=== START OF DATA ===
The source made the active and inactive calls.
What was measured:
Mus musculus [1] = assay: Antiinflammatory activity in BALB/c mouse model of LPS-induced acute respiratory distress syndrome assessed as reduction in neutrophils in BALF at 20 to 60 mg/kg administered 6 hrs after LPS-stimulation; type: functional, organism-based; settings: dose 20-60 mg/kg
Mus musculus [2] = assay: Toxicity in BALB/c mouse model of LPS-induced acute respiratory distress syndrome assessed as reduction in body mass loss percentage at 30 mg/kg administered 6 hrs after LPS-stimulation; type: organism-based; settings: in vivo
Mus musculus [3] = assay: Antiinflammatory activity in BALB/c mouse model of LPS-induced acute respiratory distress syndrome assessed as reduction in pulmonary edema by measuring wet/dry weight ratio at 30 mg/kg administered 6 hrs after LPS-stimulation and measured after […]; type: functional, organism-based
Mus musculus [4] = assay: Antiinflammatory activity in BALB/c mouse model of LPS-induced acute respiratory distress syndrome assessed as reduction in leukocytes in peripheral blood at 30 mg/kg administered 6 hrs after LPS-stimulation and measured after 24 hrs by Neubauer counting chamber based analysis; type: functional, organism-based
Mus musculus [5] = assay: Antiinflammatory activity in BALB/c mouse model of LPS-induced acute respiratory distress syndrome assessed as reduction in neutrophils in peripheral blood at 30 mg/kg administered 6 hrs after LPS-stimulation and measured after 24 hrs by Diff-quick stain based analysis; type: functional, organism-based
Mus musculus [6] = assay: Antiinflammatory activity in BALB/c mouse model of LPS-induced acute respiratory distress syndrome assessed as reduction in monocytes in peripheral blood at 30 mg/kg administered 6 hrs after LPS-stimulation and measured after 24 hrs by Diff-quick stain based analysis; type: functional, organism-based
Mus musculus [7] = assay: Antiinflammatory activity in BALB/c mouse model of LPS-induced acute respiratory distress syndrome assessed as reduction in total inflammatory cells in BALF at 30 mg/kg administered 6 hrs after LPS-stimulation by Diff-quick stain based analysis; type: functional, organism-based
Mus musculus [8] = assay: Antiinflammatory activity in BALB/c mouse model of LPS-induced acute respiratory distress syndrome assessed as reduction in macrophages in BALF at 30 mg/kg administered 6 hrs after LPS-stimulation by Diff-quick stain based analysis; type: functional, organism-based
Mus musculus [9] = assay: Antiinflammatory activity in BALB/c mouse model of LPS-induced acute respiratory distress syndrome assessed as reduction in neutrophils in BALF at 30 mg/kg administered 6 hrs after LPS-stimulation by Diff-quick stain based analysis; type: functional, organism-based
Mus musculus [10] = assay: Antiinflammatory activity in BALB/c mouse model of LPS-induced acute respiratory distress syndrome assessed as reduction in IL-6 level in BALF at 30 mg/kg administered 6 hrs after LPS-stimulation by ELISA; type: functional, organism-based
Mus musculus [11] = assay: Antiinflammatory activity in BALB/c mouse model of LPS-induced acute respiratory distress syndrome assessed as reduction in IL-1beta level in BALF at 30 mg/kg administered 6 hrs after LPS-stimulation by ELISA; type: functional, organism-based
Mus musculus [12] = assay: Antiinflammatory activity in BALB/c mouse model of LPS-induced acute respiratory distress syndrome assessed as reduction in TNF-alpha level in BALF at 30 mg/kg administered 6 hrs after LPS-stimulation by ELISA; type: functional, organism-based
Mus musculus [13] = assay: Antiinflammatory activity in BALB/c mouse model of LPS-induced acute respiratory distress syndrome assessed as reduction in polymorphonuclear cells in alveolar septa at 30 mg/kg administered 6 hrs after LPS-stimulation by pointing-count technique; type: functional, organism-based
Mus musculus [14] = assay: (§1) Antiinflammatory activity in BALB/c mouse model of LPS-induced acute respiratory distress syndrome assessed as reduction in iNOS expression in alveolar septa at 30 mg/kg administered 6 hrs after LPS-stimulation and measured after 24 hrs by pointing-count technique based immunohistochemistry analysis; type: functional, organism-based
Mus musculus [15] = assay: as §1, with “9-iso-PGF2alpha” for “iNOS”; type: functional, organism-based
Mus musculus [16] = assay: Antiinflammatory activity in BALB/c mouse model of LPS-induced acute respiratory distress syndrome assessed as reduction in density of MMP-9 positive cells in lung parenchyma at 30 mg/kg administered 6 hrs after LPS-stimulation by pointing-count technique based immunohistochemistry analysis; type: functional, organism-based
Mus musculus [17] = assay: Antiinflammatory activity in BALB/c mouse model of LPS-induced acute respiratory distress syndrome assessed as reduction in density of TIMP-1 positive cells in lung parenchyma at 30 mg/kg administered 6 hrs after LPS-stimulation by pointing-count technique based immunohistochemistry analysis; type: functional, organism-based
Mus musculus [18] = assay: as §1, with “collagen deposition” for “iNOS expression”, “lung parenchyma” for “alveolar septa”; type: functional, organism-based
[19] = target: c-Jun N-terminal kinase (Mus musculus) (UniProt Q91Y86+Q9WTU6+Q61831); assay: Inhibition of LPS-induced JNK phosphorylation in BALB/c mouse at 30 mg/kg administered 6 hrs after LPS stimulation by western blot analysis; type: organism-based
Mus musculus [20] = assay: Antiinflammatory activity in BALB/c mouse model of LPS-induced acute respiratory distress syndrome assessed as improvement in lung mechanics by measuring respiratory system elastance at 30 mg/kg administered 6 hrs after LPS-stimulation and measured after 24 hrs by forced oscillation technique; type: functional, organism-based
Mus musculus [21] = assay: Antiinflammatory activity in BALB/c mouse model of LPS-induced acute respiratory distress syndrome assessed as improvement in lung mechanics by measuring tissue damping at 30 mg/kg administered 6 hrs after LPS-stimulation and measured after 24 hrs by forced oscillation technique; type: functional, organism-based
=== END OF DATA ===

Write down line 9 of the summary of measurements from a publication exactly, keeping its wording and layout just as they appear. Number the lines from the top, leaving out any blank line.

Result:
Mus musculus [7] = assay: Antiinflammatory activity in BALB/c mouse model of LPS-induced acute respiratory distress syndrome assessed as reduction in total inflammatory cells in BALF at 30 mg/kg administered 6 hrs after LPS-stimulation by Diff-quick stain based analysis; type: functional, organism-based